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I'm looking into hash and salting passwords using bcrypt in PHP. Can someone explain to me why brcypt's use of "work" / "rounds" prevents attacks?

I've already read "How do you use bcrypt for hashing passwords in PHP?", but I'm having a hard time understanding what makes it so special if someone got a hold of your database and could crack it offline?

Would it be potentially up to the salt and hash together to protect the database against rainbow tables? Or does bcrypt do something special to help prevent attacks like this?

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2 Answers 2

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Simply put bcrypt is "better" than some other hash algorithms like the sha family because it's purposely slow and can be made purposely slower by using a high iteration count. Futhermore, it requires the use of a salt which protects against the use of pre-caclulated hash values (rainbow tables). The salt value should be generated/stored together with each output of bcrypt to disallow comparisions between values of different users (in case they use the same password).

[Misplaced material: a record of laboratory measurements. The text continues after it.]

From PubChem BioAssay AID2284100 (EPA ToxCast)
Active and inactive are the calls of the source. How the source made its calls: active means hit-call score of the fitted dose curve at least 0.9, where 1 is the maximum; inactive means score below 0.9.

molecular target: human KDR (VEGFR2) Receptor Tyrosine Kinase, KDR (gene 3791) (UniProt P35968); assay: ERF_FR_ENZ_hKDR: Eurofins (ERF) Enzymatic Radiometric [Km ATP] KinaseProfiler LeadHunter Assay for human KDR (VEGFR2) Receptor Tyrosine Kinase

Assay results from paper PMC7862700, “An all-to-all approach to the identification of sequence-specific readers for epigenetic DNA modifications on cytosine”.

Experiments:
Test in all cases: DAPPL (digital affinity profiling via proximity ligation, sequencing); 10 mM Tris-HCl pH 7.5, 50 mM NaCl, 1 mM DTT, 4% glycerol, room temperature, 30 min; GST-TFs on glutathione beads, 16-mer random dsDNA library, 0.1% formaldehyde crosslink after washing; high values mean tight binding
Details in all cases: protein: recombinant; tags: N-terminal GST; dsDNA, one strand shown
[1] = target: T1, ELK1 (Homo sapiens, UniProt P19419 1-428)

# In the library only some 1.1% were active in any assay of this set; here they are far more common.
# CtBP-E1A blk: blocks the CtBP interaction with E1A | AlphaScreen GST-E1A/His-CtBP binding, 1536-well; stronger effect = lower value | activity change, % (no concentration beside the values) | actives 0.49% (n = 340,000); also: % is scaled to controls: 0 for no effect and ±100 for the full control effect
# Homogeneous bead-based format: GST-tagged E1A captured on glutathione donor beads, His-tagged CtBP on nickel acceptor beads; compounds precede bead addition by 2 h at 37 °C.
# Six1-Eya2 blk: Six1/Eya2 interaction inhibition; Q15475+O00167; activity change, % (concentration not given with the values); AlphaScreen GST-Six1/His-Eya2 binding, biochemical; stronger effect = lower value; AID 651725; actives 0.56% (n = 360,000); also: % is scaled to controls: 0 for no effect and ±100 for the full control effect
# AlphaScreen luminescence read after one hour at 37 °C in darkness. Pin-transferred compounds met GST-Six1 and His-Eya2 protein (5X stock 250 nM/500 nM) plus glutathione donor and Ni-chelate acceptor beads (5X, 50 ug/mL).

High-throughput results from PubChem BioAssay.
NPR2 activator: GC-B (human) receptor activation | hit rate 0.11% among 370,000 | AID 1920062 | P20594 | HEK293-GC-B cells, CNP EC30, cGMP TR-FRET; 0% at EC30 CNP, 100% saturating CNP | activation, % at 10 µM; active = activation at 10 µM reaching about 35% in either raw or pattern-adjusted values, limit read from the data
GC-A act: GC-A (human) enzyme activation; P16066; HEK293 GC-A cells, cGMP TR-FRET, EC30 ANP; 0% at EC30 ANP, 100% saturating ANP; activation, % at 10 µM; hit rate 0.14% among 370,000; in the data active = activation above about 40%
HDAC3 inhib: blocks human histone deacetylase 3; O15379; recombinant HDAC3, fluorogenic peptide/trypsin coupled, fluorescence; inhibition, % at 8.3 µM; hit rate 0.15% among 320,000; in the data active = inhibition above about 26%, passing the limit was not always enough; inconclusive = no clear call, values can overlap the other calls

Even if an attacker gets your password hashes and salts, as long as your use of bcrypt is using a high number of iterations, it won't be possible to quickly find the matching password. It is a one way function so you would need to perform the bcrypt calculations once for each password that is tried. This is of course little protection against bad passwords.

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I made some important changes to this answer: the algorithm is known/static. The used hardware does not change the outcome of bcrypt. bcrypt only relies on the iteration count for speed; bcrypt calculations are likely to be much faster on specialized hardware/software platforms. Please bare in mind that although the gist of the answer was correct, the more detailed information certainly was not. –  owlstead Jun 24 '12 at 13:44

In a nutshell, bcrypt and other password stretching algorithms are all about work amplification. An attacker has to do a lot more work to crack a password than you have to (since you typically only get valid login requests or mistaken passwords, at a much lower rate); thus, every millisecond you add to password hashing time your attacker has to pay a million or a billion times over. Bcrypt and other algorithms simply slow things down deliberately, making your attacker spend a lot more time trying to crack passwords.

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